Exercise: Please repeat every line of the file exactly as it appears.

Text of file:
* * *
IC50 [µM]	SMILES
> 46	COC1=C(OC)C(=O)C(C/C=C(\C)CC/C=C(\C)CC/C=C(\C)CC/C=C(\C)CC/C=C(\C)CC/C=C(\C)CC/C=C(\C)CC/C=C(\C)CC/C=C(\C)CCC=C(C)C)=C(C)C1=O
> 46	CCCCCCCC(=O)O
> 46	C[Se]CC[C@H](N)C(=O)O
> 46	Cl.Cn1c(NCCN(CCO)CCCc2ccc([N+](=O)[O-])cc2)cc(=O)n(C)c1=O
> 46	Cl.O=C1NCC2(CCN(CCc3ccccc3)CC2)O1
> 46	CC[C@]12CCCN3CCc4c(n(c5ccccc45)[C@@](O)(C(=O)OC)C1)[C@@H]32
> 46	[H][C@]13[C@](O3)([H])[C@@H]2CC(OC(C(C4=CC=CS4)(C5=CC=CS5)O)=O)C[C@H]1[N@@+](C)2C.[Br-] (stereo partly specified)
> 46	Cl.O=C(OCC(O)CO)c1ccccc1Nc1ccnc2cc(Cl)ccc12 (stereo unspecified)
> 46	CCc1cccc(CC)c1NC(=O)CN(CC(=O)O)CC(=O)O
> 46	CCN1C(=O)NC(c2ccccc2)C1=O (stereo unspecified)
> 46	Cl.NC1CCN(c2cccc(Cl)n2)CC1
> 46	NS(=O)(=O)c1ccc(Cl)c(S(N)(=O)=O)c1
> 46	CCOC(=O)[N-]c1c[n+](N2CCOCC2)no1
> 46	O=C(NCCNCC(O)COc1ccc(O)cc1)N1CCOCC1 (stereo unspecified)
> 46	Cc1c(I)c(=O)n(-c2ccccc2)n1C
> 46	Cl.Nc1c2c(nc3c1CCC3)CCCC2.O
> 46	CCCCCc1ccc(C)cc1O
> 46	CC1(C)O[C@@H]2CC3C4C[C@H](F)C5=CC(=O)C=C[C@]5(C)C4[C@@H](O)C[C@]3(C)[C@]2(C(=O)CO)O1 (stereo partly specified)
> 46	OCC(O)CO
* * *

IC50 [µM]	SMILES
> 46	COC1=C(OC)C(=O)C(C/C=C(\C)CC/C=C(\C)CC/C=C(\C)CC/C=C(\C)CC/C=C(\C)CC/C=C(\C)CC/C=C(\C)CC/C=C(\C)CC/C=C(\C)CCC=C(C)C)=C(C)C1=O
> 46	CCCCCCCC(=O)O
> 46	C[Se]CC[C@H](N)C(=O)O
> 46	Cl.Cn1c(NCCN(CCO)CCCc2ccc([N+](=O)[O-])cc2)cc(=O)n(C)c1=O
> 46	Cl.O=C1NCC2(CCN(CCc3ccccc3)CC2)O1
> 46	CC[C@]12CCCN3CCc4c(n(c5ccccc45)[C@@](O)(C(=O)OC)C1)[C@@H]32
> 46	[H][C@]13[C@](O3)([H])[C@@H]2CC(OC(C(C4=CC=CS4)(C5=CC=CS5)O)=O)C[C@H]1[N@@+](C)2C.[Br-] (stereo partly specified)
> 46	Cl.O=C(OCC(O)CO)c1ccccc1Nc1ccnc2cc(Cl)ccc12 (stereo unspecified)
> 46	CCc1cccc(CC)c1NC(=O)CN(CC(=O)O)CC(=O)O
> 46	CCN1C(=O)NC(c2ccccc2)C1=O (stereo unspecified)
> 46	Cl.NC1CCN(c2cccc(Cl)n2)CC1
> 46	NS(=O)(=O)c1ccc(Cl)c(S(N)(=O)=O)c1
> 46	CCOC(=O)[N-]c1c[n+](N2CCOCC2)no1
> 46	O=C(NCCNCC(O)COc1ccc(O)cc1)N1CCOCC1 (stereo unspecified)
> 46	Cc1c(I)c(=O)n(-c2ccccc2)n1C
> 46	Cl.Nc1c2c(nc3c1CCC3)CCCC2.O
> 46	CCCCCc1ccc(C)cc1O
> 46	CC1(C)O[C@@H]2CC3C4C[C@H](F)C5=CC(=O)C=C[C@]5(C)C4[C@@H](O)C[C@]3(C)[C@]2(C(=O)CO)O1 (stereo partly specified)
> 46	OCC(O)CO